Lamb of God’s Randy Blythe mourns the death of his grandmother

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Lamb of God frontman Randy Blythe mourns the death of his grandmother. She passed away yesterday (August 5) at the age of 100.

Blythe’s grandmother had been in hospice care for almost three weeks and he shared his visits with her in an effort to encourage people to spend time with their elderly loved ones. In a long and sincere Instagram legend, he shared how her family made her comfortable in her last days and offered advice to those who are also dealing with a dying family member.

Read his article below.

The singer has shared several photos of his grandmother on his social media over the past few months, detailing her health, relationship and family history. He is one of four grandsons she had, in addition to a great-grandson. We extend our condolences to Blythe and her loved ones. Rest in peace.

Yesterday morning my grandmother passed away. It was my shift, and I had stayed awake with her until the early hours of the morning, talking to her, singing to her and holding her hand. Around sunrise, very soon after I fell asleep, she let go and slipped away peacefully. When she died, I was sleeping in a chair right next to her – she did not leave this world alone, with no family by her side. I woke up and saw that she was gone. I was so happy and honored to be with her until the end.

Grandma lived to be 100 1/2 years old. She had a great run for sure and had been ready to go for a while (she told us so), but her body just didn’t want to stop. She was, to say the least, a tough old bird – a week ago I asked her “How are you feeling grandma?” “Not too good,” she said, “But it could be worse.” She was hospitalized for almost 3 weeks and over the past 3 weeks I have watched her body change as it finally begins to die off. For a while she was in pain – the nurses were gorgeous, doing everything they could to minimize her pain, but a 100 year old body hurts. During this time, my family was present, holding her hand in difficult places and comforting her as best as we could. We all came to see her – she got to see everyone before she left.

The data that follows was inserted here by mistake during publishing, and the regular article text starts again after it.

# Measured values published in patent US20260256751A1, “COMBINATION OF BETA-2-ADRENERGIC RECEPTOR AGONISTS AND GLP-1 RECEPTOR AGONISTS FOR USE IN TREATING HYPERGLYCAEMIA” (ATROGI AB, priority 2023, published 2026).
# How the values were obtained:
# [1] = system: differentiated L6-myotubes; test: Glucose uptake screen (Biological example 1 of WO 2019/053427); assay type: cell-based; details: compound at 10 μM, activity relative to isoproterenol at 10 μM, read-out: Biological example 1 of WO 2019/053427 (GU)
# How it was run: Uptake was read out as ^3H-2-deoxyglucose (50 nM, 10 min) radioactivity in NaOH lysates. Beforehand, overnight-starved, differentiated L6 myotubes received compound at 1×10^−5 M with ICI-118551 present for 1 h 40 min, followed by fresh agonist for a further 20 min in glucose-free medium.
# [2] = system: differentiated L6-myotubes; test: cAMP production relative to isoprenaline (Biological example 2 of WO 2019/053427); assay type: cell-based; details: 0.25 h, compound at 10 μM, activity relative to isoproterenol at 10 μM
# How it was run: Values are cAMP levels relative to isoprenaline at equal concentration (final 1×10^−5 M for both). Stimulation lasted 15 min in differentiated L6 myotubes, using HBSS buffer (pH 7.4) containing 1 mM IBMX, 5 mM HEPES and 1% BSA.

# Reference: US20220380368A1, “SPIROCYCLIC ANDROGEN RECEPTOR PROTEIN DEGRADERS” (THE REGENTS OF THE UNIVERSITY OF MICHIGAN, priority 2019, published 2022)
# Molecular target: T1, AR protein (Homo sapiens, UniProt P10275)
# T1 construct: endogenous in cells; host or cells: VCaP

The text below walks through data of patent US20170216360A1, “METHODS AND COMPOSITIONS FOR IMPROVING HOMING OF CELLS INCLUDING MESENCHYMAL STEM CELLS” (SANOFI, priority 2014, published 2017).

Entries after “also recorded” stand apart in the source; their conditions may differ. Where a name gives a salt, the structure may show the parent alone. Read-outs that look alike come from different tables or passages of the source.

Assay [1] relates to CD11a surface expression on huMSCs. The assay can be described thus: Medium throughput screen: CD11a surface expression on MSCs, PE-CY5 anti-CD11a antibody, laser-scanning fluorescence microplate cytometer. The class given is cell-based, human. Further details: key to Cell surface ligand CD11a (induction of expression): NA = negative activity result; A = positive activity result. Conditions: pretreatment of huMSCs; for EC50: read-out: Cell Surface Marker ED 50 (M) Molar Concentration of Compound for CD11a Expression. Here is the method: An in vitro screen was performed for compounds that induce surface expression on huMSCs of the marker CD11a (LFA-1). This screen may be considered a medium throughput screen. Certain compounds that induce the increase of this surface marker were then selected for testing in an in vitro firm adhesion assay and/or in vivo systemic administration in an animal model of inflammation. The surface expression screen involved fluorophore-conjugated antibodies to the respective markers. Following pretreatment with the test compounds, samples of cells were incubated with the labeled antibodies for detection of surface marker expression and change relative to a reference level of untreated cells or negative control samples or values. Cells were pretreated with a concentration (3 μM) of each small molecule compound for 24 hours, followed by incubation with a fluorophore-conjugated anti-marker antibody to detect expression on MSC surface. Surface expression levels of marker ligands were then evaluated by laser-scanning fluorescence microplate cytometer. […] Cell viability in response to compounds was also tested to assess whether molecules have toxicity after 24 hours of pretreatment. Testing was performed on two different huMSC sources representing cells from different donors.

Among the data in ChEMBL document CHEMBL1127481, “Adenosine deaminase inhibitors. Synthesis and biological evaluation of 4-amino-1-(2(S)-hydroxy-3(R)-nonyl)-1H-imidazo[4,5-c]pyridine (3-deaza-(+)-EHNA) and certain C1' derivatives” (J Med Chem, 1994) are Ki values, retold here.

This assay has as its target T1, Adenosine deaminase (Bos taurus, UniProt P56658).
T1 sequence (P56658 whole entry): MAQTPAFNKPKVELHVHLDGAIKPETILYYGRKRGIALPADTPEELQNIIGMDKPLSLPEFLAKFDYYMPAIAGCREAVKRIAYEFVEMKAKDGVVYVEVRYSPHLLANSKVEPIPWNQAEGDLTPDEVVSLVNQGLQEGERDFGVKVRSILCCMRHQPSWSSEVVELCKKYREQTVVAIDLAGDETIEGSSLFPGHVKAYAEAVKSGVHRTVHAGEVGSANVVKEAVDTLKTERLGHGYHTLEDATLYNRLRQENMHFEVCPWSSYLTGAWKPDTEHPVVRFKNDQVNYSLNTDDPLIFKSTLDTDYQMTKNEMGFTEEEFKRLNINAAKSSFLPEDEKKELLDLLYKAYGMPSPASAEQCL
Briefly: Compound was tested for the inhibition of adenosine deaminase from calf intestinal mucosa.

I have always posted on my visits to Grandma to encourage people to go and visit their elderly loved ones, and to do so before it is too late. Additionally, in our modern society, we seem to have lost touch with the death lane – too many old people are locked in homes and left to die alone. So I’m telling you now – if your old one is dying, be there with them until the end if you can. This is the right way.

Do not be scared. Don’t look away. Help them to die well.

Here’s how to help an elderly person die: Sit next to them and hold their hand. Let them know that you love them and that you are grateful for everything they have done for you. Tell them not to worry, that you and the family are fine. Tell them that they can go, that they can go in peace as soon as they are ready. Let them know that you are there, that they are not alone. Quietly fill the room with your support and love. Be patient, be kind, be present. Sit down and wait.

You will not regret it.

I love you grandma!

The rockers we lost in 2021

RIP to the rockers who died in 2021.



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